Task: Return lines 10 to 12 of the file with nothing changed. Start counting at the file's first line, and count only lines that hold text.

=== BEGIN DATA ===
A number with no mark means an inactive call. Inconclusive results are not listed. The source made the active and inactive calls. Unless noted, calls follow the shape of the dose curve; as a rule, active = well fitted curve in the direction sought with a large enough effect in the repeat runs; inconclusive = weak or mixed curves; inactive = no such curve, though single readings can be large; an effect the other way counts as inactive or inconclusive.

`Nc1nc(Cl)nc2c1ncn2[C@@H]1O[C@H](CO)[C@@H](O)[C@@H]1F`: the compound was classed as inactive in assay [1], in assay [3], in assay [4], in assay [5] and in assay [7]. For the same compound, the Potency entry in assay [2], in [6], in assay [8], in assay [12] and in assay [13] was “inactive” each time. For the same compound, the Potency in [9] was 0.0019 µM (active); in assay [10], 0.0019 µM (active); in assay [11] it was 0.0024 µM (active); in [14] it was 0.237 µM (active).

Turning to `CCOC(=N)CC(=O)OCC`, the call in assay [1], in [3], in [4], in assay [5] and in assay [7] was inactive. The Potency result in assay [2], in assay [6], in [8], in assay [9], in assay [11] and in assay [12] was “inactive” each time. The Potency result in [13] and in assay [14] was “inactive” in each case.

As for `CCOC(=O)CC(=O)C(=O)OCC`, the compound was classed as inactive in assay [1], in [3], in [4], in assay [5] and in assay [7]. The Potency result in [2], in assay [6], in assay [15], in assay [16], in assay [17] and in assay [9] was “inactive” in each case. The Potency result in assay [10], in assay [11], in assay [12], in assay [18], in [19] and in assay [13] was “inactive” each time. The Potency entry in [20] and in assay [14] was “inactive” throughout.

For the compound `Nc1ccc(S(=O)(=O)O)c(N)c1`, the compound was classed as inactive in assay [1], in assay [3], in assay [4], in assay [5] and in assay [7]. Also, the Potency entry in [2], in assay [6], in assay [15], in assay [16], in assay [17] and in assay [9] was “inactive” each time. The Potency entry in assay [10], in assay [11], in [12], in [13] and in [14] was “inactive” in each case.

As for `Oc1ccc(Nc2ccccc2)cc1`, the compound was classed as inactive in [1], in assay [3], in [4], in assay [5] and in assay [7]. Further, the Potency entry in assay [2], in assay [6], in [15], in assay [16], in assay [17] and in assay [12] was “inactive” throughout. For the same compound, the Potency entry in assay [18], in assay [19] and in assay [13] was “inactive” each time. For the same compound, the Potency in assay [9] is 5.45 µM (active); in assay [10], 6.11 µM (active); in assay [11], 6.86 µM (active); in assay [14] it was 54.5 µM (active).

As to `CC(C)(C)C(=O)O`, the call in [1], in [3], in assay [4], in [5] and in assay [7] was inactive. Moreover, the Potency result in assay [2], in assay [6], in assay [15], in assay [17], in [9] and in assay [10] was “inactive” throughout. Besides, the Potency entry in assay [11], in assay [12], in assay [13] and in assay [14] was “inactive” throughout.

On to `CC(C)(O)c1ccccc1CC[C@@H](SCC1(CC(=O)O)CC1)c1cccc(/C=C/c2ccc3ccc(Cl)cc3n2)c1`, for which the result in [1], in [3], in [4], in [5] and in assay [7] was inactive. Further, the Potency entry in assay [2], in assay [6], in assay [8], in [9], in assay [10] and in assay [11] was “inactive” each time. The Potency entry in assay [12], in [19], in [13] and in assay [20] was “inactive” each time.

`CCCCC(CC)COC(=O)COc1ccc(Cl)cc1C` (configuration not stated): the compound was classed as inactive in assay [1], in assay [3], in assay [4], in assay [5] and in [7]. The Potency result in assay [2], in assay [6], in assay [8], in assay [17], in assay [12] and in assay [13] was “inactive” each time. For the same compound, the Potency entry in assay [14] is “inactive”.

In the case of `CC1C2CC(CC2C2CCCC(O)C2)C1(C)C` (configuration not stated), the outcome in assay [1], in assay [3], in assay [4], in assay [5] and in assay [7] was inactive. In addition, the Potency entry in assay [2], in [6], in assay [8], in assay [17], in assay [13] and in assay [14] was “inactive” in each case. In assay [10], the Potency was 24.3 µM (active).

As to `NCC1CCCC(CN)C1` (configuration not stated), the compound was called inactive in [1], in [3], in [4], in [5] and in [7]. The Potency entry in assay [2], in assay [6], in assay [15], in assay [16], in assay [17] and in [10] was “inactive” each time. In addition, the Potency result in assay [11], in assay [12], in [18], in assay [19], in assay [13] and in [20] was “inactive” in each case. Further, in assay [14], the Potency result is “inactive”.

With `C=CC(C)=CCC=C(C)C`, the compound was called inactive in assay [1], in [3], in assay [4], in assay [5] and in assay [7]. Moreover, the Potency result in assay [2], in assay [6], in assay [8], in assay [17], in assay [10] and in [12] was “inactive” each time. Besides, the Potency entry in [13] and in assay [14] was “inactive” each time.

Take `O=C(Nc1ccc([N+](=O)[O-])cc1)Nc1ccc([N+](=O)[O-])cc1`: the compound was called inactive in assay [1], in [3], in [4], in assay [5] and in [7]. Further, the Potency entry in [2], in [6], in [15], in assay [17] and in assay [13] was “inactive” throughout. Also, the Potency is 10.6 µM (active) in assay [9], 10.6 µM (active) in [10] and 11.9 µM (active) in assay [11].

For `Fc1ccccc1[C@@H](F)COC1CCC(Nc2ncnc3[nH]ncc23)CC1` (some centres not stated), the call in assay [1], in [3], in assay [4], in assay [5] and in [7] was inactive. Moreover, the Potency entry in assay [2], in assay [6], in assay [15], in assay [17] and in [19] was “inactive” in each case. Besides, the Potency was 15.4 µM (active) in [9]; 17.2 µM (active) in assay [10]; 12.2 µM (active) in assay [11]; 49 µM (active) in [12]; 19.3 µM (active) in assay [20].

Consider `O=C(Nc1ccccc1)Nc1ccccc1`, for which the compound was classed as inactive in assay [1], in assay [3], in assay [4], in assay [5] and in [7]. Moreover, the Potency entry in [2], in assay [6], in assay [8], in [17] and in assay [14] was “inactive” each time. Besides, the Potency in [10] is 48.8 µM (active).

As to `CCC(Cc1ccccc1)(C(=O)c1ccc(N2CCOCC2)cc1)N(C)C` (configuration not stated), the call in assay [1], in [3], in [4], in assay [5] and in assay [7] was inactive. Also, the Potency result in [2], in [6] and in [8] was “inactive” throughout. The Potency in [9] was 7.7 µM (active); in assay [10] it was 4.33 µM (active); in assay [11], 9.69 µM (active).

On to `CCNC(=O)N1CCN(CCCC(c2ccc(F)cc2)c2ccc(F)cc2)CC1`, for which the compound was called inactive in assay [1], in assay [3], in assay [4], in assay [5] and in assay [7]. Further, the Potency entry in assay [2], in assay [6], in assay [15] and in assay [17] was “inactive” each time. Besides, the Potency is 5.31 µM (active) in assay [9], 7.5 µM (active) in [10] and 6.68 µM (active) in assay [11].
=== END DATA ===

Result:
In the case of `CC1C2CC(CC2C2CCCC(O)C2)C1(C)C` (configuration not stated), the outcome in assay [1], in assay [3], in assay [4], in assay [5] and in assay [7] was inactive. In addition, the Potency entry in assay [2], in [6], in assay [8], in assay [17], in assay [13] and in assay [14] was “inactive” in each case. In assay [10], the Potency was 24.3 µM (active).

As to `NCC1CCCC(CN)C1` (configuration not stated), the compound was called inactive in [1], in [3], in [4], in [5] and in [7]. The Potency entry in assay [2], in assay [6], in assay [15], in assay [16], in assay [17] and in [10] was “inactive” each time. In addition, the Potency result in assay [11], in assay [12], in [18], in assay [19], in assay [13] and in [20] was “inactive” in each case. Further, in assay [14], the Potency result is “inactive”.

With `C=CC(C)=CCC=C(C)C`, the compound was called inactive in assay [1], in [3], in assay [4], in assay [5] and in assay [7]. Moreover, the Potency result in assay [2], in assay [6], in assay [8], in assay [17], in assay [10] and in [12] was “inactive” each time. Besides, the Potency entry in [13] and in assay [14] was “inactive” each time.